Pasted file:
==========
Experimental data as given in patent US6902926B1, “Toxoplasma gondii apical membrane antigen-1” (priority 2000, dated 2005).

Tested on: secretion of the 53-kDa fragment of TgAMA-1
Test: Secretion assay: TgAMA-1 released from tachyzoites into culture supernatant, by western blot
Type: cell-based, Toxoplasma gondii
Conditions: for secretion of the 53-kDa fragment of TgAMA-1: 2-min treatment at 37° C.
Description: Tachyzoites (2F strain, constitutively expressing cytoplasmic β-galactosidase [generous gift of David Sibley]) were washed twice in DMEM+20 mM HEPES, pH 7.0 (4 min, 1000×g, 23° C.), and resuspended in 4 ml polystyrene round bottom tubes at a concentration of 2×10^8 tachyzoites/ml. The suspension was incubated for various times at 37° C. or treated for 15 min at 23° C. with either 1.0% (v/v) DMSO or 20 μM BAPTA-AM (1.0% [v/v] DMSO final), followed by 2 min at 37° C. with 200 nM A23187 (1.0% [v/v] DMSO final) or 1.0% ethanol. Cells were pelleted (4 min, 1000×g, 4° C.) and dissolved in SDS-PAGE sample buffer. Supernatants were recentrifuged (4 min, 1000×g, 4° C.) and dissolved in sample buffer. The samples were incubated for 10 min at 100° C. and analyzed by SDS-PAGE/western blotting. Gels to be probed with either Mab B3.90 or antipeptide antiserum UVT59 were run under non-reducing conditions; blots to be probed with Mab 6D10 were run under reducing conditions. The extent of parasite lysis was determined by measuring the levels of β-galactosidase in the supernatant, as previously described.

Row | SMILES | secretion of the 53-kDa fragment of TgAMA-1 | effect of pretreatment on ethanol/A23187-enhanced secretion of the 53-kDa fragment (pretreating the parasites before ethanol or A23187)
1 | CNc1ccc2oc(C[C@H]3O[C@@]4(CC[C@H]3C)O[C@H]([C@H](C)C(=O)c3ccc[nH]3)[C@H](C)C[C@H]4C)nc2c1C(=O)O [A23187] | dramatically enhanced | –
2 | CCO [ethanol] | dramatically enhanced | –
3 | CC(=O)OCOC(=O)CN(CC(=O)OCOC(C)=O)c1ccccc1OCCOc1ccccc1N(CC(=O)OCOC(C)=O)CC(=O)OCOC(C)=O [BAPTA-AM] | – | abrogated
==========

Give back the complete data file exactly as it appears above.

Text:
Experimental data as given in patent US6902926B1, “Toxoplasma gondii apical membrane antigen-1” (priority 2000, dated 2005).

Tested on: secretion of the 53-kDa fragment of TgAMA-1
Test: Secretion assay: TgAMA-1 released from tachyzoites into culture supernatant, by western blot
Type: cell-based, Toxoplasma gondii
Conditions: for secretion of the 53-kDa fragment of TgAMA-1: 2-min treatment at 37° C.
Description: Tachyzoites (2F strain, constitutively expressing cytoplasmic β-galactosidase [generous gift of David Sibley]) were washed twice in DMEM+20 mM HEPES, pH 7.0 (4 min, 1000×g, 23° C.), and resuspended in 4 ml polystyrene round bottom tubes at a concentration of 2×10^8 tachyzoites/ml. The suspension was incubated for various times at 37° C. or treated for 15 min at 23° C. with either 1.0% (v/v) DMSO or 20 μM BAPTA-AM (1.0% [v/v] DMSO final), followed by 2 min at 37° C. with 200 nM A23187 (1.0% [v/v] DMSO final) or 1.0% ethanol. Cells were pelleted (4 min, 1000×g, 4° C.) and dissolved in SDS-PAGE sample buffer. Supernatants were recentrifuged (4 min, 1000×g, 4° C.) and dissolved in sample buffer. The samples were incubated for 10 min at 100° C. and analyzed by SDS-PAGE/western blotting. Gels to be probed with either Mab B3.90 or antipeptide antiserum UVT59 were run under non-reducing conditions; blots to be probed with Mab 6D10 were run under reducing conditions. The extent of parasite lysis was determined by measuring the levels of β-galactosidase in the supernatant, as previously described.

Row | SMILES | secretion of the 53-kDa fragment of TgAMA-1 | effect of pretreatment on ethanol/A23187-enhanced secretion of the 53-kDa fragment (pretreating the parasites before ethanol or A23187)
1 | CNc1ccc2oc(C[C@H]3O[C@@]4(CC[C@H]3C)O[C@H]([C@H](C)C(=O)c3ccc[nH]3)[C@H](C)C[C@H]4C)nc2c1C(=O)O [A23187] | dramatically enhanced | –
2 | CCO [ethanol] | dramatically enhanced | –
3 | CC(=O)OCOC(=O)CN(CC(=O)OCOC(C)=O)c1ccccc1OCCOc1ccccc1N(CC(=O)OCOC(C)=O)CC(=O)OCOC(C)=O [BAPTA-AM] | – | abrogated